In an engaging and thoughtful style that makes the law accessible to lawyers and the general public alike, Hugh MacMahon presents the story of the development of early Maine law across a broad range of topics and identifies three themes that stand out most prominently in that history – economic progress, social stability and the struggle for equal rights under the law, especially as regards race, gender and religion.
The author explains how the evolving law in Maine’s early years played out against the backdrop of old rules from the past running up against a society undergoing radical transformation brought on by momentous historical events that included the industrial revolution and the Civil War.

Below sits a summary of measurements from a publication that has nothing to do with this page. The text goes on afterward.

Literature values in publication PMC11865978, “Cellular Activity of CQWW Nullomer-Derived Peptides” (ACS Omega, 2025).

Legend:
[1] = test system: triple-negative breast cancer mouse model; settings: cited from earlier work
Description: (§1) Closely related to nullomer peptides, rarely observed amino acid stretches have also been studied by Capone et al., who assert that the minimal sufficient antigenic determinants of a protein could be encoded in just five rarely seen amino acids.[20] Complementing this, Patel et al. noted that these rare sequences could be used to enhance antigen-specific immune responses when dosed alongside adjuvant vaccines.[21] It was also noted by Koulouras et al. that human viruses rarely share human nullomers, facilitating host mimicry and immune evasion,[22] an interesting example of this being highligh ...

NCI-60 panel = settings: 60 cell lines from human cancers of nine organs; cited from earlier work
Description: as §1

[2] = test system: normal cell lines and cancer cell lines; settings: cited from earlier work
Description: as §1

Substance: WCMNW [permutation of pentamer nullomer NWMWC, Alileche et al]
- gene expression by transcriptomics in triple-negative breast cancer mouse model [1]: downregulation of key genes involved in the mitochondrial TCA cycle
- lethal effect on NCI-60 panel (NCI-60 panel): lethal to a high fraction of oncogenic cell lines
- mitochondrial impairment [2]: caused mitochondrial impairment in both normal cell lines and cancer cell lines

This book presents an empathetic picture of ordinary citizens and judges grappling with the inevitable tensions arising as locomotives eclipsed the horse and buggy, factories replaced the craftsman’s workbench, and emerging views of equal rights clashed with traditional notions of social stability. Paperback. 346 pages.